No deadline for American withdrawal should have been set in the first place, for it only encourages the enemy to hold out till the Americans get out of their way.

The message that both friends and foes need to hear from Washington is that the United States is in this struggle For the Duration, as Americans used to say in a war we were determined to win, not just end. As it turned out, we would do both, though it was anything but simple or easy.

Naturally, just as this president was coming to grips with reality and his responsibilities as commander-in-chief, enter Joe Biden. Much like the porter in "Macbeth," the vice president tends to appear in the middle of the action to provide the audience with a little comic relief. But there wasn't anything funny about his lines this time as he declared that the withdrawal of American troops from Afghanistan next summer would be anything but token -- and the United States would be out of that country completely by 2014 "come hell or high water."

Our enemies were doubtless delighted to hear it, since the likeliest result of setting such deadlines is Hell for the Afghans left behind. If the Americans are going to leave by a date certain, why should they stick their necks out? Better to make the best deal they can with the terrorists.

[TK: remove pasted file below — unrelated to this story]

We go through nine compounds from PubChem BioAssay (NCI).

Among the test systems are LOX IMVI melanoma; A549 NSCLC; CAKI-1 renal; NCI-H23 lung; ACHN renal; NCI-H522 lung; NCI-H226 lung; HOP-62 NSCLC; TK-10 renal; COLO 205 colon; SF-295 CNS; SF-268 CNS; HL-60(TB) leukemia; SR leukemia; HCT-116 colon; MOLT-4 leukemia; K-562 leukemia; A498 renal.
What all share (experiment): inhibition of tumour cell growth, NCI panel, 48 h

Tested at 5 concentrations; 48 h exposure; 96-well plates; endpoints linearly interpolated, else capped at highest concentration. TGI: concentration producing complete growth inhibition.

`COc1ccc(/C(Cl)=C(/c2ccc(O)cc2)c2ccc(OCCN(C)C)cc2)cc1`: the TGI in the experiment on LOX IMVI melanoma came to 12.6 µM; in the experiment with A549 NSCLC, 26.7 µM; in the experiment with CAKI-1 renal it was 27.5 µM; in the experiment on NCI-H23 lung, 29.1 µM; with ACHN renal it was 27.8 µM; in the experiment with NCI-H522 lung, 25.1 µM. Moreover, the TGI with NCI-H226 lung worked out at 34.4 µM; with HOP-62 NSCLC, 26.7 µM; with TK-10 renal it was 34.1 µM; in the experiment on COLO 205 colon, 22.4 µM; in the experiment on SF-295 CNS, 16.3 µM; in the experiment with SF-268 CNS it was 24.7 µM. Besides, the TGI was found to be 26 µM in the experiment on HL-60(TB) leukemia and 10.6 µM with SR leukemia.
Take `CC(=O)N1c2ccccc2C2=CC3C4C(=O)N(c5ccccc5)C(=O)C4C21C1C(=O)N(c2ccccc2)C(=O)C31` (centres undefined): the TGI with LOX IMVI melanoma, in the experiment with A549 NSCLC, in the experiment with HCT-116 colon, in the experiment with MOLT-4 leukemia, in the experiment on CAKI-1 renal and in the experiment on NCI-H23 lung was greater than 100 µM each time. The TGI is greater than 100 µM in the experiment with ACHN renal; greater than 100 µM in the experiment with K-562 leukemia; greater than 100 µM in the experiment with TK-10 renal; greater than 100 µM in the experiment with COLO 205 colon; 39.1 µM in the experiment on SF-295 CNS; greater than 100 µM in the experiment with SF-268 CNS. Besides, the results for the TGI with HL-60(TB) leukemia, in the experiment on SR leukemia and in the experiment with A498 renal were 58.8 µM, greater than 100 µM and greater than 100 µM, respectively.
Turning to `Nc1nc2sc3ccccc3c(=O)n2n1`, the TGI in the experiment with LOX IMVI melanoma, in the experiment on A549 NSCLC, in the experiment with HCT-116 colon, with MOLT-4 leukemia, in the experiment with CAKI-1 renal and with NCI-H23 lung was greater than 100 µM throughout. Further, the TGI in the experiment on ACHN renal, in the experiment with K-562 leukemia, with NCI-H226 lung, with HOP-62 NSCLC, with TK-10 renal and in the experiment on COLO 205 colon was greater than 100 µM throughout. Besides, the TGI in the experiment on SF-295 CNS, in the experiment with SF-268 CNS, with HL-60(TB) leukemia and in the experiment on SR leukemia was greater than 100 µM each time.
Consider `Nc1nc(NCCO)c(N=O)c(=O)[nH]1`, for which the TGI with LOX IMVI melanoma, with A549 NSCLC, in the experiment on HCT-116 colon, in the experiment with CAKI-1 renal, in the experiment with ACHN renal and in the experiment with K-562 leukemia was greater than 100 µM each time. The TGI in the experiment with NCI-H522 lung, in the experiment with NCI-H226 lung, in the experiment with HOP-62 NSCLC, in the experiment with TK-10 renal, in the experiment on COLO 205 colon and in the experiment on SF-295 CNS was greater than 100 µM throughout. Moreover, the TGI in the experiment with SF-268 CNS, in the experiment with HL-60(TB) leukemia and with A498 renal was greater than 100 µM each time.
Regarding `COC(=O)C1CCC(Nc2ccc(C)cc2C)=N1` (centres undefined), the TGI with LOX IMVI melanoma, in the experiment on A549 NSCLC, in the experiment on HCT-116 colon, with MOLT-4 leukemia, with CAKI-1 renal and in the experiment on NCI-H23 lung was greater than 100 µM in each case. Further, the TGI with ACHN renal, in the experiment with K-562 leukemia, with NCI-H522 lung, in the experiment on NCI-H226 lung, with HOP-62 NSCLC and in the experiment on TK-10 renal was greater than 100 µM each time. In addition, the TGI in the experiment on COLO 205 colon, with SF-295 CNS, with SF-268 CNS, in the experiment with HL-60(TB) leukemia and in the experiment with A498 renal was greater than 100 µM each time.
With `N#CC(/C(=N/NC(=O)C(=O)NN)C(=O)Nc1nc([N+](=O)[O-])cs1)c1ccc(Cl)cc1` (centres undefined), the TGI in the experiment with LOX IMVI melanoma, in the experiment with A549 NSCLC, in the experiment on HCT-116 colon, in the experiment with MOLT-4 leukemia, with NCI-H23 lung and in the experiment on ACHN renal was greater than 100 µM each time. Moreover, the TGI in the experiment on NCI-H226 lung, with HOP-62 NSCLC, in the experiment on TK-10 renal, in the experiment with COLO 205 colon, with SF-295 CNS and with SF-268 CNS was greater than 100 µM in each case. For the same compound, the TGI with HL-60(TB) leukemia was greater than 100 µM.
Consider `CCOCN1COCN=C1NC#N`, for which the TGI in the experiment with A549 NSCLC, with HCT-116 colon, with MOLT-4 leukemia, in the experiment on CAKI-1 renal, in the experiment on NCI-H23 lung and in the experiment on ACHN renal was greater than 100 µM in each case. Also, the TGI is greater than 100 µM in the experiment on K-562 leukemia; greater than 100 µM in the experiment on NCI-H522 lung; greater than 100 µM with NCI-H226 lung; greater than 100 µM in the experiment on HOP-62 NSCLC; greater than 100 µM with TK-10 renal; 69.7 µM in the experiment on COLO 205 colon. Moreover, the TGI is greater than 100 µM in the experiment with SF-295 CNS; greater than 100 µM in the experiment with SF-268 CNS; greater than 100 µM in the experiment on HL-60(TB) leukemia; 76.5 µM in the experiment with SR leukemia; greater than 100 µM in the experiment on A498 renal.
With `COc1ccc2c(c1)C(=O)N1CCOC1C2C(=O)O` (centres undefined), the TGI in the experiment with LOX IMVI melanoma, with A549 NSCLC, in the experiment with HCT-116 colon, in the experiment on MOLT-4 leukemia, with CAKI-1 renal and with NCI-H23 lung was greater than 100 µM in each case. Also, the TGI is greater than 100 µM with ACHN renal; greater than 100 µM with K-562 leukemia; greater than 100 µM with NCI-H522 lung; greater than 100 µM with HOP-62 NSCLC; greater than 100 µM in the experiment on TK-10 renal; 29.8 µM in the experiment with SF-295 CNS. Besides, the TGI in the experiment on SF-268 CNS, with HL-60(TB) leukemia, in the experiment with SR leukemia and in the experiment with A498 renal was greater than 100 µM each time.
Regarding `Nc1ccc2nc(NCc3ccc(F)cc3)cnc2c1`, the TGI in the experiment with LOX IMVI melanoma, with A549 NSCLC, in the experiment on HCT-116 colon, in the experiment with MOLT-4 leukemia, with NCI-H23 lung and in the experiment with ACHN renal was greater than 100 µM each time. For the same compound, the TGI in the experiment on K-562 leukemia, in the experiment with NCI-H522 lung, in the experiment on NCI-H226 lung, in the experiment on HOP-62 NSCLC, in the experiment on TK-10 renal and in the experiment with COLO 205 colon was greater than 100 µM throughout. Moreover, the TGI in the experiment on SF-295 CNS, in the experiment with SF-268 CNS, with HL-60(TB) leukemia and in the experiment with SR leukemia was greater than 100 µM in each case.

Our vice-president hasn't said anything so brilliant since he proposed splitting Iraq into three squirming parts, one for each major ethnic/religious group, and inviting the bloodiest vivisection of a country since India was partitioned in 1947. Happily, there was no need for all that once the Surge took hold, any more than American foreign policy needs Mr. Biden's helpful little comments now.

If this president wants to assure both Afghans and Americans that he means what he said earlier this month -- "We will never waver from our goal of disrupting, dismantling and ultimately defeating al-Qaida" -- here's one way he can boost the credibility of both American foreign policy and his own: Find another running mate come the next presidential election. One who won't embarrass him so regularly. The way Harry Truman dropped Henry Wallace from his Cabinet at the beginning of the Cold War after Mr. Wallace had made one unhelpful comment too many about the course of American foreign policy. It was a clear signal that the new American president was serious about defending freedom.

The country can never get enough such messages. And neither can the enemies of freedom.

Paul Greenberg Archives